Originally appeared in Daily Science Fiction
Ben sat at the bar, eyes drifting drunkenly across couples sitting at darkened booths. Odds flicked through his head, some more rapidly than others, and numbers practically overlaid the couples he watched. He took another sip of bourbon, hoping to burn them away.
The bartender tipped his head toward him, the question plain. Ben raised a finger and nodded. Another glass of the cheap, honey-colored bourbon appeared, neat. No use watering it down.
The door behind him opened in a gust of cold before slamming shut again. Someone smelling of snow and perfume slipped onto the stool alongside him. Straight, dark hair pulled severely behind her head. Serious eyes fixed directly ahead of her. A laminated badge hung from her neck, hanging over a turtleneck.
No odds appeared. Still single, then.
The bartender eventually made his way over to her. She said something too quietly for Ben to hear and the bartender smiled before sliding off and grabbing a glass from a higher shelf.
The woman wiped a hand across her head. A spray of melted snow struck him and he turned to glare at her.
She shrugged. Damn snow. She blinked as recognition came to her face.
Ben looked away. The bartender had set his drink down in front of him. It seemed to have less booze than the last one.
Youre him, right?
A dry smile parted her lips as her drink arrived, a glass of red wine. Him. The Matchmaker.
Ben narrowed his eyes. Had he missed the odds overlying her? But nohe saw nothing. Cant help you.
She turned fully toward him, resting an elbow on the bar. Her face had relaxed since she came in. I saw your billboard. I know youre him.
Ben grunted. Damn thing should have been torn down years ago. Now it was another reminder of what he had been, what he hated. Might have been, once. Odds appeared at the edge of his vision over the couples around the bar, different than the last time hed looked. They always shifted, rarely quickly. Another drink and they finally began to fade.
I used to see signs for you all over the city. She leaned toward him now. Her drink cupped in one hand and her other almost brushed his arm. You claimed to do better than all the online sites.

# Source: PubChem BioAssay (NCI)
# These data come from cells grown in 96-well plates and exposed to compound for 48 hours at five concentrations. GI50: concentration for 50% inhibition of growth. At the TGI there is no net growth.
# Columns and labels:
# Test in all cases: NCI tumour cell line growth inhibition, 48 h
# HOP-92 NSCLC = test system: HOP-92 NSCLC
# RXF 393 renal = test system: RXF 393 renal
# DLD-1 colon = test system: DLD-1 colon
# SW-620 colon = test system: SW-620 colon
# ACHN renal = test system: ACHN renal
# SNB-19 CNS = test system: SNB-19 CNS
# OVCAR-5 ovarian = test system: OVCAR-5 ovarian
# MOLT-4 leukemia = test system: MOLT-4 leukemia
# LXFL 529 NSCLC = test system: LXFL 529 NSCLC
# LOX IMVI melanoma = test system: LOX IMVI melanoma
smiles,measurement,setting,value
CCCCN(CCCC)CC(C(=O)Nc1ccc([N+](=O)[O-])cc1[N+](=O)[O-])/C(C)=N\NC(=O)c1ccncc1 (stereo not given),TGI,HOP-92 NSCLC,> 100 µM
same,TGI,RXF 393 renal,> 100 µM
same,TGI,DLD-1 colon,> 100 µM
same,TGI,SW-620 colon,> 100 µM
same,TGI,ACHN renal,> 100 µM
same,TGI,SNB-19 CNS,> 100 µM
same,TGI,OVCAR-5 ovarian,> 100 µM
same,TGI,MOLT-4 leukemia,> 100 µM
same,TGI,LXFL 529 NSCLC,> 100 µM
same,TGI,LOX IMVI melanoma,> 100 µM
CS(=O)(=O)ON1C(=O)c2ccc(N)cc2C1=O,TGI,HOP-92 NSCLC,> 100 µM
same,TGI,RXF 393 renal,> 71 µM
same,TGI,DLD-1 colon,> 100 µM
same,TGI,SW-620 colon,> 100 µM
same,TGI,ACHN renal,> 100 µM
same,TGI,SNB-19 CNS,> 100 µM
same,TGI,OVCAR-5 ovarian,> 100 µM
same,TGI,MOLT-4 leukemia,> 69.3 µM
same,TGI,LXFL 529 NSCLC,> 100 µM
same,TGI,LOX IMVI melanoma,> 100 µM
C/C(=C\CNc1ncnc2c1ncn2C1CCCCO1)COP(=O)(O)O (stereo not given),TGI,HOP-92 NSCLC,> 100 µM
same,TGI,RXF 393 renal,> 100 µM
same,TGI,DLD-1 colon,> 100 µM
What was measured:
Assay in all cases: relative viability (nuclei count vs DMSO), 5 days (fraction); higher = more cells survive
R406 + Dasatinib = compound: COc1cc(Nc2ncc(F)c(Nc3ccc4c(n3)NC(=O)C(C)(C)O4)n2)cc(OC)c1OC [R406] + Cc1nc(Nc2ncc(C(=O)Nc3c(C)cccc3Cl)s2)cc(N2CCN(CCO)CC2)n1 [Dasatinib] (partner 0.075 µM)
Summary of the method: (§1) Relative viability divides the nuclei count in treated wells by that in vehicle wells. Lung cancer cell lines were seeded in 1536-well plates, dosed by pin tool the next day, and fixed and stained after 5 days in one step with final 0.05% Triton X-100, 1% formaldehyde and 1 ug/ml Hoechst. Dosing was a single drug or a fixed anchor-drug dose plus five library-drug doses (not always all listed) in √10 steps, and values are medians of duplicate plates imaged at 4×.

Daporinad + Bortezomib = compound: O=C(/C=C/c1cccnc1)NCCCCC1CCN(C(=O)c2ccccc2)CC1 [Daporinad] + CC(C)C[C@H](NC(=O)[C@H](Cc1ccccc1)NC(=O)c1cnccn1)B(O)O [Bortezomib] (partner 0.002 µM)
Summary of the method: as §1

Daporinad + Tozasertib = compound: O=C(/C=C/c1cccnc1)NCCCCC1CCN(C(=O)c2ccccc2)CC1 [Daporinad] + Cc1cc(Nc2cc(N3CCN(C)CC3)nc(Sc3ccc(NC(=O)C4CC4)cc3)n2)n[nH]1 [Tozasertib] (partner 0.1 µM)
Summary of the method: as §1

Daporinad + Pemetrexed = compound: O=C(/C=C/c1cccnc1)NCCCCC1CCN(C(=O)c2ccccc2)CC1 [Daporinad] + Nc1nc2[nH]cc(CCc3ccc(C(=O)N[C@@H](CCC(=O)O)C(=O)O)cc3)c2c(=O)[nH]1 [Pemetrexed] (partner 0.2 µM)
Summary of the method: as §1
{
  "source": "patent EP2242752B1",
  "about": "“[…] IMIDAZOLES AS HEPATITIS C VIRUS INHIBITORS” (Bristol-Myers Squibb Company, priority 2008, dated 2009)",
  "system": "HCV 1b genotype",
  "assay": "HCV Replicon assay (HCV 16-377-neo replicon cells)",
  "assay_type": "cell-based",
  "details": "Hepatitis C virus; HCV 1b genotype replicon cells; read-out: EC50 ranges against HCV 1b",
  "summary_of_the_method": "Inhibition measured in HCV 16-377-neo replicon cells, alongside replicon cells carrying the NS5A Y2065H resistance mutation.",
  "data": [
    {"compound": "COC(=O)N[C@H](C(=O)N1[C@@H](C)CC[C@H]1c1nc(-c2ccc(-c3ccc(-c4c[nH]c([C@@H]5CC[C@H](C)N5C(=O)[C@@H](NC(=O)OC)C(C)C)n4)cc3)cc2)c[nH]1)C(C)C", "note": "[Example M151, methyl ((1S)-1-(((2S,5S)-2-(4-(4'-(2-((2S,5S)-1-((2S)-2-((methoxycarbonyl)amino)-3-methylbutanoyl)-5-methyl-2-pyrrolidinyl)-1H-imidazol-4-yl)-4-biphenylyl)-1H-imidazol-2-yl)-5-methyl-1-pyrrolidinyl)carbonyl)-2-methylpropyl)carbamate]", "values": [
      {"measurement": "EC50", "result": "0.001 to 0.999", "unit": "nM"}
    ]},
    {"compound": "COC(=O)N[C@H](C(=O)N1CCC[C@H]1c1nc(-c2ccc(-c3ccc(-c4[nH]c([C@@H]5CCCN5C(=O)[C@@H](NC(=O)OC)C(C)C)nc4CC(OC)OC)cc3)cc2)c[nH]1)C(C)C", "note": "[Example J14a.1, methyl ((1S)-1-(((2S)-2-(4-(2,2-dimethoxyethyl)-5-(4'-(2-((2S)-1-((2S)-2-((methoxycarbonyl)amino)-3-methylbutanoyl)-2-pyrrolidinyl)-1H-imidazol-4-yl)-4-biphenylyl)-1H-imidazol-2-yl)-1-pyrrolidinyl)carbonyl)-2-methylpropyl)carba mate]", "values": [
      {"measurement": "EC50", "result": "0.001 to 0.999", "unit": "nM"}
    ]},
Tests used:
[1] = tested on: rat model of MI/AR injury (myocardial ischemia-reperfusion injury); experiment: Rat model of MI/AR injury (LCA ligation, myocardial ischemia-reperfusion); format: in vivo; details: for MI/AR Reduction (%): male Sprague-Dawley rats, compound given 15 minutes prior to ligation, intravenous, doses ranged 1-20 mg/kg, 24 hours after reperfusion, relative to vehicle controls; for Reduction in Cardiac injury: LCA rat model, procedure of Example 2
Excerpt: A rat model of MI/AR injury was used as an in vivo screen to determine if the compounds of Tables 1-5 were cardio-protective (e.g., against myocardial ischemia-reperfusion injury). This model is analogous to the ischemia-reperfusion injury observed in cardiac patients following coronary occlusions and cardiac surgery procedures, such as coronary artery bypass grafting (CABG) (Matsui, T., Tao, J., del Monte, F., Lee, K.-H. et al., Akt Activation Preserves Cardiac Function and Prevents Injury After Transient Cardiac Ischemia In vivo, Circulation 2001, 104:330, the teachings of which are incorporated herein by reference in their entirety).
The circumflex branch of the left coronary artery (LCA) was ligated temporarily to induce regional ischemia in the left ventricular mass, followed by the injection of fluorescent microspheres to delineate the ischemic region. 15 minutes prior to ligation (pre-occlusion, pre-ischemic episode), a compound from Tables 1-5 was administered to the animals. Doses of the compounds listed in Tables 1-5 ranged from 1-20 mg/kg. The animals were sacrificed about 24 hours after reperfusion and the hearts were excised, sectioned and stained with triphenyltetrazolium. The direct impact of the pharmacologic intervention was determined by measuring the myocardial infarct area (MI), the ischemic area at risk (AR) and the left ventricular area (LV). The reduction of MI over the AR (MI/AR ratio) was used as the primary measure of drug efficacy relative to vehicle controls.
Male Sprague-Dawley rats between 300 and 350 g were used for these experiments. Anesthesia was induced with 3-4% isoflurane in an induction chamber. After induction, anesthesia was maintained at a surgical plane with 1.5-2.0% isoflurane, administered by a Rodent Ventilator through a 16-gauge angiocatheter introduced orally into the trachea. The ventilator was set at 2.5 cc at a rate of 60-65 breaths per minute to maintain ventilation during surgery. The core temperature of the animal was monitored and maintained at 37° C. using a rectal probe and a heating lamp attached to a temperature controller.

He shrugged and took another drink. Guess not. What did it matter what hed once been?
So how does it work?
Ben swallowed. His vision began to blur. How does what work?
She laughed lightly and sipped her drink, staining her lips red. Your ability.
Hed explained it enough times he no longer needed to be sober. Not much different than the algorithms computers use, he started. It was like that, only it wasnt. How did he explain the numbers that flashed when he saw compatible couples, almost as if Cupid were gifting him with knowledge? He couldnt explain the odds by what he could actually see; numbers flashed in his mind even blindfolded. It was his curse.
Wish Id met you a year ago. I spent six months learning what a bastard he was.
Ben grunted and finished his drink. He looked for the bartender but he wouldnt meet his eyes. Ben understood. Time for him to go.
He pushed off the stool and wobbled, starting toward the door. He didnt remember falling.
Ben blinked his eyes open slowly. Too-bright light burned through an open window he didnt recognize. He didnt recognize the color of the walls either.
Ben turned and saw a woman sitting next to the bed. An angry scar lined her neck. Dark hair hung around her head. Gentle eyes looked at him.
Where am I?
She laughed. You could barely walk. I couldnt just let you go like that.
He looked down, afraid hed find his clothes missingit wouldnt be the first timebut was fully dressed.
She laughed again. How many did you have last night?
Not enough. Not nearly enough.
He shook his head. She wouldnt understand if he told her. How to explain how he drank to blur the odds he saw? That if he had enough to drink, he might slow his mind enough that he stopped seeing them?
I used to see your ads all the time. What changed?
Ben pushed up. The bed was comfortable. He couldnt let himself get used to that. Nothing changed.
Just dont like doing it?
She pointed toward her neck. Is this?
In spite of himself, he sighed and smiled. Thanks for letting me
She laughed. If I left you last night, you wouldve collapsed in the snow. Wouldnt last thirty minutes like that. Ben noticed her eggplant colored nursing scrubs. Ive got to get to work but would love to hear your story. Bet lots of folks still want your help.
Ben laughed bitterly. Help? No one wants the truth. They only want to hear how everything will work out.
And you cant tell them it will?
He sat on the edge of the bed. Not when the odds tell me it wont. Too many times being right taught him that lesson all too well.
The woman laughed. Thats all you got? Odds? I see things every day that shouldnt happen. Hell, I shouldnt even be here if I listened to the odds.
Ben looked at the scar in a new light.
Listen. Stay here and rest. Maybe when I get off, we can get something to eat, odds be damned.
The woman stood and left.
He waited until the door closed to get up and follow her out. He stared after her as she disappeared up the street, considering her offer. Faint odds slowly appeared overtop of her.
Ben hesitated. The odds werent bad, not like most he saw, but not at all certain.
The woman glanced back and saw him watching. She smiled and waved.
He almost turned and walked the other way. Almost.
Odds be damned, he decided, and started after her.
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